“This trunk, the parlor furniture, and the oriental rug.  Then—”

“We have time for only one trip.”

“A lifetime of things and I have to boil that down to one load,” cried Momma.  Her tears flowed as the moment overcame her.  Daddy gave her a hug and she wiped her face dry on frilled cuffs.

Later, Daddy and the driver carried the couch down the hallway.  As they eased it around the last corner they brushed against the canary cage.  It swiveled a turn and crashed to the floor, breaking open.

“Lemon!” screamed Christine.  She ran to the cage and scooped up the bird as he tried to escape.  “Where do I put him?  We’ve got to save him, too,” she said, jumping up and down in place with the bird cupped in her hands.

“Find something to put him in.  You need to hurry,” said Momma.

Daddy and the driver managed to load everything that we could fit in the cart.  It was crammed thick and high with our belongings.

“That’s it, or else the horse can’t pull it,” said the driver.

Daddy jammed a shovel in the last open spot.  The driver stared at him.  Momma’s face twisted and her bottom lip began to quiver, but she said nothing.

Dawn had broken across the lake ahead of us, but the sky to our right housed an angry red devil.  The driver snapped the reigns, and the horse struggled, heaving against the harness to move the cart.  After several seconds, we slowly pulled away from our back porch.    Each of us followed behind, carrying smaller bundles of items.  As the cart approached the street, we had to contend with a stream of people heading the same way.  We merged into the traffic.  Panicked people pushed passed, bumping into us.  We travelled along the left side of the road down to the lake and then up beside the beach.  After a short while, Daddy indicated that this might be a good place to stop.

“We can’t drive on the sand, or the cart will sink.  I’ll help you unload,” said the driver.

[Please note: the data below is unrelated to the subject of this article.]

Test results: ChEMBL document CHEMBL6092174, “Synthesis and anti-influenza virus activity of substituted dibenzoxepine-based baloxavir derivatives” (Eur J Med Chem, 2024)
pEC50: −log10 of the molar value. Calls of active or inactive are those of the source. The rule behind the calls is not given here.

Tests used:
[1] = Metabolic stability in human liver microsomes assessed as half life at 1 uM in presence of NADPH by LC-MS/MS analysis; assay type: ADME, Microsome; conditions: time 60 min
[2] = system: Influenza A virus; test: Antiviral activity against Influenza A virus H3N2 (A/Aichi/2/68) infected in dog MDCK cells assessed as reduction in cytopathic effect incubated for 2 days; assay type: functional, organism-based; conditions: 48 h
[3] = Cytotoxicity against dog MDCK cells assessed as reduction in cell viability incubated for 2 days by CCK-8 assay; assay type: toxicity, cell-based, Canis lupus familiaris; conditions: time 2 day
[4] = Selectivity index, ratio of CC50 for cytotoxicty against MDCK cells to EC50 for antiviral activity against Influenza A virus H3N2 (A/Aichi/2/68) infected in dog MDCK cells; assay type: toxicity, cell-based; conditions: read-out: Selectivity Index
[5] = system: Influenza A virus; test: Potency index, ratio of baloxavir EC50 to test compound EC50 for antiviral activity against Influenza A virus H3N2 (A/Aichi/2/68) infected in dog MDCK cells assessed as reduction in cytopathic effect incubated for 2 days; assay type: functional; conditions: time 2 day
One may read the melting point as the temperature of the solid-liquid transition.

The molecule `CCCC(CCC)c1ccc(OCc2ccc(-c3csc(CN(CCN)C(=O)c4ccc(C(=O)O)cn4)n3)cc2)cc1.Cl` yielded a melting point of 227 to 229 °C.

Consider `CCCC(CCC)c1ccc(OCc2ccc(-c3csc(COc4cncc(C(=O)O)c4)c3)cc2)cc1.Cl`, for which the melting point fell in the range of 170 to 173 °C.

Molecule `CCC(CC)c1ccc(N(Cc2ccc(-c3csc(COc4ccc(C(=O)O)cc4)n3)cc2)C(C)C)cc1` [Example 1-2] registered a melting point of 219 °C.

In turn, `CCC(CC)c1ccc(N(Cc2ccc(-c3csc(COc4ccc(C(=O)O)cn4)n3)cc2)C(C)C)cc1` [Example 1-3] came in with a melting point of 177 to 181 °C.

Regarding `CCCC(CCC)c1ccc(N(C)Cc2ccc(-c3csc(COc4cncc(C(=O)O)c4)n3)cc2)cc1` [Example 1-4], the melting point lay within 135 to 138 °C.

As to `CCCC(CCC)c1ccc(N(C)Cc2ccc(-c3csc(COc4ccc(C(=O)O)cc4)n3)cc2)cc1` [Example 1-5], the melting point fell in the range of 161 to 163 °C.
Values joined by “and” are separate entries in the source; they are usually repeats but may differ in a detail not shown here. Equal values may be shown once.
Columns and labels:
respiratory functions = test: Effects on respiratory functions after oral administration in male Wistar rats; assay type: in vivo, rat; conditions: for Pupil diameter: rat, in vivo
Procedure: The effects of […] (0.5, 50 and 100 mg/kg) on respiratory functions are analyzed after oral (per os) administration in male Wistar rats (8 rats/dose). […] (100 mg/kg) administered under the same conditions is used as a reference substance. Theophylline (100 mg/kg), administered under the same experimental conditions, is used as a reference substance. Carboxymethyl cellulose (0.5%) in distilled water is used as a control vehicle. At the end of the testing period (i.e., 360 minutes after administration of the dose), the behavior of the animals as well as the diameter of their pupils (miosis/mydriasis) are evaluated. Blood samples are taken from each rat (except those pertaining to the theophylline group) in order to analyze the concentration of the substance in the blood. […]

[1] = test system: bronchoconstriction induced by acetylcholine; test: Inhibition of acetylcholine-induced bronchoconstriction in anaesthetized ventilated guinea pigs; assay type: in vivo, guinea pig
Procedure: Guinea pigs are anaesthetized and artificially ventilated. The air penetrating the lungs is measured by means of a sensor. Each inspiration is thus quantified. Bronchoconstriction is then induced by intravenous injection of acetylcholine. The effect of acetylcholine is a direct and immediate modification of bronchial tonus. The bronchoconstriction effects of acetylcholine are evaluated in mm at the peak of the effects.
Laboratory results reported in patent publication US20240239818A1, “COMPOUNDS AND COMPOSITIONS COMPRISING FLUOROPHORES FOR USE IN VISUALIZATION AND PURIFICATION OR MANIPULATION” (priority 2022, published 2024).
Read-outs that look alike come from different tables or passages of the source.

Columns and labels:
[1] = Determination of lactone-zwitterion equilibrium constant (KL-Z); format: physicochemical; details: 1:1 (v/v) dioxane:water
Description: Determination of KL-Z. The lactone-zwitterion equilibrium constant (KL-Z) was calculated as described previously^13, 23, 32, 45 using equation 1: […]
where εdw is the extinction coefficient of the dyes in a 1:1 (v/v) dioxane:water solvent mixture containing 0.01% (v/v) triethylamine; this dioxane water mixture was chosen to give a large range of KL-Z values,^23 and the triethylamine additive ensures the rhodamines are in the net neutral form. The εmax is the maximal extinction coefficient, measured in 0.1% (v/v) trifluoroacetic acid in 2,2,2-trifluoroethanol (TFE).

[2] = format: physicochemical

Daddy stared back in response, somehow knowing that an argument with the man would do no good.  We rushed to unload all the pieces, and once the cart was empty, the driver pulled away swift without any words of farewell.

The furniture seemed as heavy as ship anchors.  We toiled for hours to lug them across the sand and up into the dunes.  Our feet sunk several inches with each step, pouring loads of gritty stuff into our shoes.  We managed to move everything out of the way from everyone else who rushed along the lake shore.

“My feet hurt,” whined Herman.

Momma patted his back.  Daddy turned and said, “Boy, I know it’s tough, but we need every man to pull his weight.  You’re my boy.  You’re strong, right?”

Appealing to my brother’s ego, he stopped complaining.  Daddy took the shovel and dug at a furious pace for almost an hour until he had to stop.  Momma took over for awhile and then me.  Daddy took the shovel again, and we repeated the process for hours until we had made a pit large enough for everything.  We carefully loaded every object and placed the Oriental rug on top, then covered it all with sand.

“Everyone, look around you.  The dunes … the beach … the shoreline.  Memorize any landmarks you can, so we can find this place again,” said Daddy.